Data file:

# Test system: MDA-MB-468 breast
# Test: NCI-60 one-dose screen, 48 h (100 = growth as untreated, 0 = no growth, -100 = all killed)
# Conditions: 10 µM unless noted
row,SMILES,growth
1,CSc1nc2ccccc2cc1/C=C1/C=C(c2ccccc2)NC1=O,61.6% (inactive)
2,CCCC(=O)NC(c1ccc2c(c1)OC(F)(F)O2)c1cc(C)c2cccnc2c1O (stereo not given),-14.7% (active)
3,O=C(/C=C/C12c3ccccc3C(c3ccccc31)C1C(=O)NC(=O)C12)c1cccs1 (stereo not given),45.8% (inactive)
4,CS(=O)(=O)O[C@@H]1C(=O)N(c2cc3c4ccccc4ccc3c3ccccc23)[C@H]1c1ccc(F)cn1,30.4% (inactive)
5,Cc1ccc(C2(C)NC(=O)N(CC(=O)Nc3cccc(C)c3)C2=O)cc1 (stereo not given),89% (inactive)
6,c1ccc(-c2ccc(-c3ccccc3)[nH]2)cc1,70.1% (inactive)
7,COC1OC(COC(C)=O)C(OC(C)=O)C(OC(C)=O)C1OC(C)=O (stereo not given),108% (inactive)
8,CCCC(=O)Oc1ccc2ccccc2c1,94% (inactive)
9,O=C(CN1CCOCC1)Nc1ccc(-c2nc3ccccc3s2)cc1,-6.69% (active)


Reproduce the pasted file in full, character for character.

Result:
# Test system: MDA-MB-468 breast
# Test: NCI-60 one-dose screen, 48 h (100 = growth as untreated, 0 = no growth, -100 = all killed)
# Conditions: 10 µM unless noted
row,SMILES,growth
1,CSc1nc2ccccc2cc1/C=C1/C=C(c2ccccc2)NC1=O,61.6% (inactive)
2,CCCC(=O)NC(c1ccc2c(c1)OC(F)(F)O2)c1cc(C)c2cccnc2c1O (stereo not given),-14.7% (active)
3,O=C(/C=C/C12c3ccccc3C(c3ccccc31)C1C(=O)NC(=O)C12)c1cccs1 (stereo not given),45.8% (inactive)
4,CS(=O)(=O)O[C@@H]1C(=O)N(c2cc3c4ccccc4ccc3c3ccccc23)[C@H]1c1ccc(F)cn1,30.4% (inactive)
5,Cc1ccc(C2(C)NC(=O)N(CC(=O)Nc3cccc(C)c3)C2=O)cc1 (stereo not given),89% (inactive)
6,c1ccc(-c2ccc(-c3ccccc3)[nH]2)cc1,70.1% (inactive)
7,COC1OC(COC(C)=O)C(OC(C)=O)C(OC(C)=O)C1OC(C)=O (stereo not given),108% (inactive)
8,CCCC(=O)Oc1ccc2ccccc2c1,94% (inactive)
9,O=C(CN1CCOCC1)Nc1ccc(-c2nc3ccccc3s2)cc1,-6.69% (active)